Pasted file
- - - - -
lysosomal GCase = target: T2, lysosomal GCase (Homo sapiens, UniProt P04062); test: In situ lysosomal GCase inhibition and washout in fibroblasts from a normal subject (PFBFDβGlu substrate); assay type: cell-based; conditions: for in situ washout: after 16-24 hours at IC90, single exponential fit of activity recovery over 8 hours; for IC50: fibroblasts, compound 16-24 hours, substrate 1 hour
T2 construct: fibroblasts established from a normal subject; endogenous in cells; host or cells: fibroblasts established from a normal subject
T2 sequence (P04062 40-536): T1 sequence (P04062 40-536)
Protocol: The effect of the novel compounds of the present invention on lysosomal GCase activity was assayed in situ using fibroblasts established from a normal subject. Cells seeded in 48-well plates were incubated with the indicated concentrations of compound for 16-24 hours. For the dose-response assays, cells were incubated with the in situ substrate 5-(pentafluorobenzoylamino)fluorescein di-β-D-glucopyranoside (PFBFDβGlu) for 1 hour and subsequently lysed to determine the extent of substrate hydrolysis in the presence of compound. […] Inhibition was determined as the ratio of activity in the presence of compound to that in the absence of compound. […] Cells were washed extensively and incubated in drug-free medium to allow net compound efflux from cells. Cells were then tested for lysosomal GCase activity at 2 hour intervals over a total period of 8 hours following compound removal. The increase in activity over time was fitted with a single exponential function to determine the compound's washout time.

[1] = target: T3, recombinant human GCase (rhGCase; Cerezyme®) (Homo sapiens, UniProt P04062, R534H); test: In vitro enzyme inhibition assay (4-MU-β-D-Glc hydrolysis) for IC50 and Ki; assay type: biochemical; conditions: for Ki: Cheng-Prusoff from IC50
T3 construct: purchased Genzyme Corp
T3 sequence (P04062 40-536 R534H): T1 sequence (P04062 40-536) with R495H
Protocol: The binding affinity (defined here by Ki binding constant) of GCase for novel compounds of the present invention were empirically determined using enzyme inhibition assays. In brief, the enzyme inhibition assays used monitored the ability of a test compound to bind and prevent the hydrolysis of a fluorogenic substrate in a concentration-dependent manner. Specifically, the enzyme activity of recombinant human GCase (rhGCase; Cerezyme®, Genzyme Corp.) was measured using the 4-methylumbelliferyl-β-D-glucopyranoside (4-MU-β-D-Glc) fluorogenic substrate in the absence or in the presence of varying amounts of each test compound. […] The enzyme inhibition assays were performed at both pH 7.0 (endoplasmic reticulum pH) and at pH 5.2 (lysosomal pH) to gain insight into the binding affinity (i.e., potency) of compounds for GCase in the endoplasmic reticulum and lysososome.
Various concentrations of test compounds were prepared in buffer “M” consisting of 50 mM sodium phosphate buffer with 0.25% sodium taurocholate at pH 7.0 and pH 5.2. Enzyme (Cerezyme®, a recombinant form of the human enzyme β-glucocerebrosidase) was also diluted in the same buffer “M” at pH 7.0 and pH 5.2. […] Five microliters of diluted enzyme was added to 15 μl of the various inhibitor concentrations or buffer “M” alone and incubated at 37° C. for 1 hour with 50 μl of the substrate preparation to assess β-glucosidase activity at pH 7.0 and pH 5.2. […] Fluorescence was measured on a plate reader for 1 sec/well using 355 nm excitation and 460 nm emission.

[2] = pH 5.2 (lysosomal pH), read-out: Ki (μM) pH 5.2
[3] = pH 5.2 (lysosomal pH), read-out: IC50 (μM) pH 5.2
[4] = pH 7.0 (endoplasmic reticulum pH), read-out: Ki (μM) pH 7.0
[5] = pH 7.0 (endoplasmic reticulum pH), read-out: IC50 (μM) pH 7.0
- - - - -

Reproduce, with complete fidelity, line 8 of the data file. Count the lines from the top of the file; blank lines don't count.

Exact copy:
Protocol: The binding affinity (defined here by Ki binding constant) of GCase for novel compounds of the present invention were empirically determined using enzyme inhibition assays. In brief, the enzyme inhibition assays used monitored the ability of a test compound to bind and prevent the hydrolysis of a fluorogenic substrate in a concentration-dependent manner. Specifically, the enzyme activity of recombinant human GCase (rhGCase; Cerezyme®, Genzyme Corp.) was measured using the 4-methylumbelliferyl-β-D-glucopyranoside (4-MU-β-D-Glc) fluorogenic substrate in the absence or in the presence of varying amounts of each test compound. […] The enzyme inhibition assays were performed at both pH 7.0 (endoplasmic reticulum pH) and at pH 5.2 (lysosomal pH) to gain insight into the binding affinity (i.e., potency) of compounds for GCase in the endoplasmic reticulum and lysososome.